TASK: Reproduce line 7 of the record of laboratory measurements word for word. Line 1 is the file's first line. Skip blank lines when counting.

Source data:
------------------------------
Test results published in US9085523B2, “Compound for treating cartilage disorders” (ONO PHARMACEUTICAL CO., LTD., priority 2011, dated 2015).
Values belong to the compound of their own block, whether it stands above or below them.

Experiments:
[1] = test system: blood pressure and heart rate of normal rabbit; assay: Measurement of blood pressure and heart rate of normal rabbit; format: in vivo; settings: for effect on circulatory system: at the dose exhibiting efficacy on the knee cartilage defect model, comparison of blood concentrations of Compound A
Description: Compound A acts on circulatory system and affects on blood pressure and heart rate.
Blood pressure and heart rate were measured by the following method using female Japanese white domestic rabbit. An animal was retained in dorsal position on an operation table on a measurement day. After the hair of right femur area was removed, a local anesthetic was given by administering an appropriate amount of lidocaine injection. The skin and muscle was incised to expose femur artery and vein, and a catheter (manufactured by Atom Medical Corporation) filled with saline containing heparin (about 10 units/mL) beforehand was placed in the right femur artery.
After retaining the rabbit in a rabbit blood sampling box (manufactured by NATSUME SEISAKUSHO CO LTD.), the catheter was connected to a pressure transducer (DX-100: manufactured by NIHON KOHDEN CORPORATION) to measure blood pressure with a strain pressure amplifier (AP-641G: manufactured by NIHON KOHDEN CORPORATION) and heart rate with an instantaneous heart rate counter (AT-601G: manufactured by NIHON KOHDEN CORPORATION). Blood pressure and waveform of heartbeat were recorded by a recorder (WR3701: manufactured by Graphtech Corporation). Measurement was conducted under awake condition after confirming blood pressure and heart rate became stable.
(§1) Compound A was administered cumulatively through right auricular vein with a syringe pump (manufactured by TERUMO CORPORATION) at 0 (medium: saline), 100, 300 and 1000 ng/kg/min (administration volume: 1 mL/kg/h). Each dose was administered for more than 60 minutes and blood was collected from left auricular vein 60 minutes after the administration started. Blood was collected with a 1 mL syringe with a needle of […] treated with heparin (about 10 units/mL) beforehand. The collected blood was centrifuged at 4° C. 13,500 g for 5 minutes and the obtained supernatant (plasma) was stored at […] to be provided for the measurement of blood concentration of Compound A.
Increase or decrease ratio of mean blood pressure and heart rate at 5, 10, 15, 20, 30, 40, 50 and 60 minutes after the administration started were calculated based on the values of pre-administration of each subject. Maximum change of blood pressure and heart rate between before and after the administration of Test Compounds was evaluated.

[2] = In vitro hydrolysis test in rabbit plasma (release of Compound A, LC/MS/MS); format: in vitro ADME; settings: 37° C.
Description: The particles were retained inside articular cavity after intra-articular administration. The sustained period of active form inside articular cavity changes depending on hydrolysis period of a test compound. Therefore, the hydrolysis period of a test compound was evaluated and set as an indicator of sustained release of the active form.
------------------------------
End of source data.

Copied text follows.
After retaining the rabbit in a rabbit blood sampling box (manufactured by NATSUME SEISAKUSHO CO LTD.), the catheter was connected to a pressure transducer (DX-100: manufactured by NIHON KOHDEN CORPORATION) to measure blood pressure with a strain pressure amplifier (AP-641G: manufactured by NIHON KOHDEN CORPORATION) and heart rate with an instantaneous heart rate counter (AT-601G: manufactured by NIHON KOHDEN CORPORATION). Blood pressure and waveform of heartbeat were recorded by a recorder (WR3701: manufactured by Graphtech Corporation). Measurement was conducted under awake condition after confirming blood pressure and heart rate became stable.